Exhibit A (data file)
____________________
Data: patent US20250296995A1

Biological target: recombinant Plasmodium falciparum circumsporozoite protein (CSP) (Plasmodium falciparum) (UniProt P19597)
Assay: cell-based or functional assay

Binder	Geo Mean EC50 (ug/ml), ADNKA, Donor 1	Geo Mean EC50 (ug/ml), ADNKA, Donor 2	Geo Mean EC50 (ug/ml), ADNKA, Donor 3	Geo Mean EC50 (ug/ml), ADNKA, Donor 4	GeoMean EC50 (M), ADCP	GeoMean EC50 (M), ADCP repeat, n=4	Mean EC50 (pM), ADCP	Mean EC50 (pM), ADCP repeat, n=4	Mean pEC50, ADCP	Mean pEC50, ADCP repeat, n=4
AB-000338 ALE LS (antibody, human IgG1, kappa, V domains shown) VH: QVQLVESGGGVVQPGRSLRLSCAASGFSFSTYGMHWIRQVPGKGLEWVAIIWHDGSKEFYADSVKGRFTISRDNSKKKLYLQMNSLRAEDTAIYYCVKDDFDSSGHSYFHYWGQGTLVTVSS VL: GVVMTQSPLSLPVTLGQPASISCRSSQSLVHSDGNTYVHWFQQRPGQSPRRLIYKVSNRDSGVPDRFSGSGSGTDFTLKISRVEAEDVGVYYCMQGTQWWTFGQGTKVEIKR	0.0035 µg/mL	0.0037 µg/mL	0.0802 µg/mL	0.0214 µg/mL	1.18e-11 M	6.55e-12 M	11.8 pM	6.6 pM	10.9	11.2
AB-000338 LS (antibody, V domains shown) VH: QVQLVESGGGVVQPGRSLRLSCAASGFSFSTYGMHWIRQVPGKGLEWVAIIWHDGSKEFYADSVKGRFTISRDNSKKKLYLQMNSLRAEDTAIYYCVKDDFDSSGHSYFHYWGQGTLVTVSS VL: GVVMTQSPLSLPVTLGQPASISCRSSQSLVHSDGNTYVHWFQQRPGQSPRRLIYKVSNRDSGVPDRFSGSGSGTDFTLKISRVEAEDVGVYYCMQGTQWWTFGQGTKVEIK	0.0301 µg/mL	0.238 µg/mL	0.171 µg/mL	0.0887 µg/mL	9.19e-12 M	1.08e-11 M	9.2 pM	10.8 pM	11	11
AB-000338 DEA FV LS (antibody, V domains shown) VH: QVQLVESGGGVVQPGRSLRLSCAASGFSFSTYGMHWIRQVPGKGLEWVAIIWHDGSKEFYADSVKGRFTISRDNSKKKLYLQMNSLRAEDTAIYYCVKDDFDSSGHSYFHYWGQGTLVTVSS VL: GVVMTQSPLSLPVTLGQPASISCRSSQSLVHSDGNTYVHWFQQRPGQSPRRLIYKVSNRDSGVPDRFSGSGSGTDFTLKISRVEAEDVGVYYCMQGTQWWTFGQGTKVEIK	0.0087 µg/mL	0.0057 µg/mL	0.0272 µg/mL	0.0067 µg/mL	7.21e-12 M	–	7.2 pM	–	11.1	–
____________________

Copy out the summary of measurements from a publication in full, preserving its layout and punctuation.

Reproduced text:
Data: patent US20250296995A1

Biological target: recombinant Plasmodium falciparum circumsporozoite protein (CSP) (Plasmodium falciparum) (UniProt P19597)
Assay: cell-based or functional assay

Binder	Geo Mean EC50 (ug/ml), ADNKA, Donor 1	Geo Mean EC50 (ug/ml), ADNKA, Donor 2	Geo Mean EC50 (ug/ml), ADNKA, Donor 3	Geo Mean EC50 (ug/ml), ADNKA, Donor 4	GeoMean EC50 (M), ADCP	GeoMean EC50 (M), ADCP repeat, n=4	Mean EC50 (pM), ADCP	Mean EC50 (pM), ADCP repeat, n=4	Mean pEC50, ADCP	Mean pEC50, ADCP repeat, n=4
AB-000338 ALE LS (antibody, human IgG1, kappa, V domains shown) VH: QVQLVESGGGVVQPGRSLRLSCAASGFSFSTYGMHWIRQVPGKGLEWVAIIWHDGSKEFYADSVKGRFTISRDNSKKKLYLQMNSLRAEDTAIYYCVKDDFDSSGHSYFHYWGQGTLVTVSS VL: GVVMTQSPLSLPVTLGQPASISCRSSQSLVHSDGNTYVHWFQQRPGQSPRRLIYKVSNRDSGVPDRFSGSGSGTDFTLKISRVEAEDVGVYYCMQGTQWWTFGQGTKVEIKR	0.0035 µg/mL	0.0037 µg/mL	0.0802 µg/mL	0.0214 µg/mL	1.18e-11 M	6.55e-12 M	11.8 pM	6.6 pM	10.9	11.2
AB-000338 LS (antibody, V domains shown) VH: QVQLVESGGGVVQPGRSLRLSCAASGFSFSTYGMHWIRQVPGKGLEWVAIIWHDGSKEFYADSVKGRFTISRDNSKKKLYLQMNSLRAEDTAIYYCVKDDFDSSGHSYFHYWGQGTLVTVSS VL: GVVMTQSPLSLPVTLGQPASISCRSSQSLVHSDGNTYVHWFQQRPGQSPRRLIYKVSNRDSGVPDRFSGSGSGTDFTLKISRVEAEDVGVYYCMQGTQWWTFGQGTKVEIK	0.0301 µg/mL	0.238 µg/mL	0.171 µg/mL	0.0887 µg/mL	9.19e-12 M	1.08e-11 M	9.2 pM	10.8 pM	11	11
AB-000338 DEA FV LS (antibody, V domains shown) VH: QVQLVESGGGVVQPGRSLRLSCAASGFSFSTYGMHWIRQVPGKGLEWVAIIWHDGSKEFYADSVKGRFTISRDNSKKKLYLQMNSLRAEDTAIYYCVKDDFDSSGHSYFHYWGQGTLVTVSS VL: GVVMTQSPLSLPVTLGQPASISCRSSQSLVHSDGNTYVHWFQQRPGQSPRRLIYKVSNRDSGVPDRFSGSGSGTDFTLKISRVEAEDVGVYYCMQGTQWWTFGQGTKVEIK	0.0087 µg/mL	0.0057 µg/mL	0.0272 µg/mL	0.0067 µg/mL	7.21e-12 M	–	7.2 pM	–	11.1	–